The impact on the environment
Cigarettes smoke is damaging to our environment. The smoke released in the air daily has thousands of toxins that contribute to the environmental pollution. According to the study made by Italian scientists – “there is more air pollution from three cigarettes than from a car’s exhaust that runs on diesel” (Hitti).
Matt Cokeley, a writer for a Popular Science magazine, reports, “Tobacco must be grown, and that process puts a serious hit on the environment. The plant itself is very demanding, absorbing six times as much potassium from the soil as most crops do. Farmers in some undeveloped nations grow tobacco until the soil is useless and then clear-cut forests for fresh land. In those areas, 600 million trees are felled and burned annually to dry and cure tobacco leaves.
Additionally, four miles of paper an hour is used to wrap and package cigarettes. Setting aside the pollution generated from manufacturing cigarettes, just losing this many carbon-dioxide-absorbing trees leaves at least 22 million net tons of CO2 in the atmosphere, roughly equivalent to burning 2.8 billion gallons of gasoline.
The damage isn’t confined to the air
According to common estimates, tobacco companies produce 5.5 trillion cigarettes every year—approximately 900 for each person in the world. Of those, 4.5 trillion have non-biodegradable filters that are tossed away, representing as many as one out of every five pieces of litter. Cigarette butts require months or even years to break down, releasing almost 600 chemicals into the soil” (Cokeley). There is also indoor pollution that makes it impossible to live in the property, drive a car or use things that were used by a smoker. These items are impossible to sell as they are practically destroyed.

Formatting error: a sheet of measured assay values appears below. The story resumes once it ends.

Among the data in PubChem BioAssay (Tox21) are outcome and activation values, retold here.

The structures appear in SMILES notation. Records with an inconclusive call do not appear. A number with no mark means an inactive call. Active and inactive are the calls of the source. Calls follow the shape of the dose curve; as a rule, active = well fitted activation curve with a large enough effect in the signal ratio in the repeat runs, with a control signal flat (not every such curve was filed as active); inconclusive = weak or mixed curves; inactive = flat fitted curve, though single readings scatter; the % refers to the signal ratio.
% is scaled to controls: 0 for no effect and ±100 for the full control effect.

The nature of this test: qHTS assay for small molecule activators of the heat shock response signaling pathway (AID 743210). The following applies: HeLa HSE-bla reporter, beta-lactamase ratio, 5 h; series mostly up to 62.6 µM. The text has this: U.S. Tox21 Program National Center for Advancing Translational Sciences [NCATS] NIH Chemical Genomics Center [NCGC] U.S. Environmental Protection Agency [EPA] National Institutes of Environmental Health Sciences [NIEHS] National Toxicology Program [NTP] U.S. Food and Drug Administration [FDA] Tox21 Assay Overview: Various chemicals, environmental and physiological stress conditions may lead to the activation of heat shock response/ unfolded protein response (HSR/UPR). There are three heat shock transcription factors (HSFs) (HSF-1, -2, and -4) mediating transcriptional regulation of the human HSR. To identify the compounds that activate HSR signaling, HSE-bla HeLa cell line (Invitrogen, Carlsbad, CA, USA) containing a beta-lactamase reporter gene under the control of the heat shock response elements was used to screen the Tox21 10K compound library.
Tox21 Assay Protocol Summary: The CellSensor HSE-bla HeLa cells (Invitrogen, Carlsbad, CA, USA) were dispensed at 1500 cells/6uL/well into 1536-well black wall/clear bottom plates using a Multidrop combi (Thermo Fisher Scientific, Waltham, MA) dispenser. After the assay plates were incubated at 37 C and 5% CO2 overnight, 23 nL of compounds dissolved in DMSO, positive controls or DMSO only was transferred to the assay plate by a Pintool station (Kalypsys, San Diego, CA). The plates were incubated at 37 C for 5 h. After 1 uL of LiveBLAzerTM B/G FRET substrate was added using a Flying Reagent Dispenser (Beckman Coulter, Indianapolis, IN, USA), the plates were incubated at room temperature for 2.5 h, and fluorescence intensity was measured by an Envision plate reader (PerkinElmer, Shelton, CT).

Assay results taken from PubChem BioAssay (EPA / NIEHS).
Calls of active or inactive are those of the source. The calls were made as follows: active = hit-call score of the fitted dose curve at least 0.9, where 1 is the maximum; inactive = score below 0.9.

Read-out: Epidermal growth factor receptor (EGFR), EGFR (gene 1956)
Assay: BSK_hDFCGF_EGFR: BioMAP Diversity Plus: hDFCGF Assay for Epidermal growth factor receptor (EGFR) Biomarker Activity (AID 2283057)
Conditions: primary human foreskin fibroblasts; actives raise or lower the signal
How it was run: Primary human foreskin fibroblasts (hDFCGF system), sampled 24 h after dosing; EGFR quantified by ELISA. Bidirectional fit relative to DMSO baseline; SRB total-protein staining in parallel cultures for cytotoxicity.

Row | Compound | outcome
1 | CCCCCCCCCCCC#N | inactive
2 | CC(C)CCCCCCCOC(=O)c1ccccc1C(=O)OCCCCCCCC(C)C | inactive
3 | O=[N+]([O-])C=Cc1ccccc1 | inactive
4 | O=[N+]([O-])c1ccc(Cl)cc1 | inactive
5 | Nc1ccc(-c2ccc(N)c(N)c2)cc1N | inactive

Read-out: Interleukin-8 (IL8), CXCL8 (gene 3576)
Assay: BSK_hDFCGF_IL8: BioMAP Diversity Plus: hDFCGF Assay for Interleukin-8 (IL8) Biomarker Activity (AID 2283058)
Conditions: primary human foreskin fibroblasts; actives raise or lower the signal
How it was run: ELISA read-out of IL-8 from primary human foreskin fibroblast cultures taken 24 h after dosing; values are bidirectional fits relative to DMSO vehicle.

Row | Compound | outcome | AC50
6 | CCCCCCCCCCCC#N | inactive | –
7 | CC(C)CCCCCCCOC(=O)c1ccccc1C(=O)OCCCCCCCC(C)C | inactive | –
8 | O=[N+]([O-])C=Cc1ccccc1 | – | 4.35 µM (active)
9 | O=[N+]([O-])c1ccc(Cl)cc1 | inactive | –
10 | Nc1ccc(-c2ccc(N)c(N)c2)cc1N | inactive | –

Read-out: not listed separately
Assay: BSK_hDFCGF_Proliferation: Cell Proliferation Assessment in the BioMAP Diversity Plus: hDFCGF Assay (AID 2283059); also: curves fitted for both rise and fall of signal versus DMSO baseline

Smoking cigarettes reduces productivity
An average smoking person spends one hour by taking smoking breaks at work a day or six full working days per year (HaloCigs). According to Maggie Fox, a senior writer for NBC News, studies show that employees that smoke cost their employer $6000 more per year than employees who don’t smoke (Fox).
David Carrig, a writer for USA Today, reports that forty-two percent of non-smokers workers claim that they should receive three to five vacation days more than cigarette smokers (Carrig). And it doesn’t stop here. People who smoke are affected by the result of excessive cortisol reduction that competes with the demand necessary to accomplish different types of home-related assignments. This translates into a less organized style of living, influences personal relationships and reduces the amount of quality time the smoker is spending with his family.
The arguments against a ban on selling and smoking cigarettes
There are many arguments against a ban on selling and smoking cigarettes. A first and very important argument is that banning tobacco could violate one’s freedom. Americans love their freedom and will not give that up easily.
Smokers will fight for their rights but cigarette smoke doesn’t affect only smokers.
What about the rights of non-smokers?
What about people who didn’t choose to be exposed to smoke, and they have to because they either live or work with a smoker? People who didn’t choose to be exposed to secondhand smoke can’t really do much about it.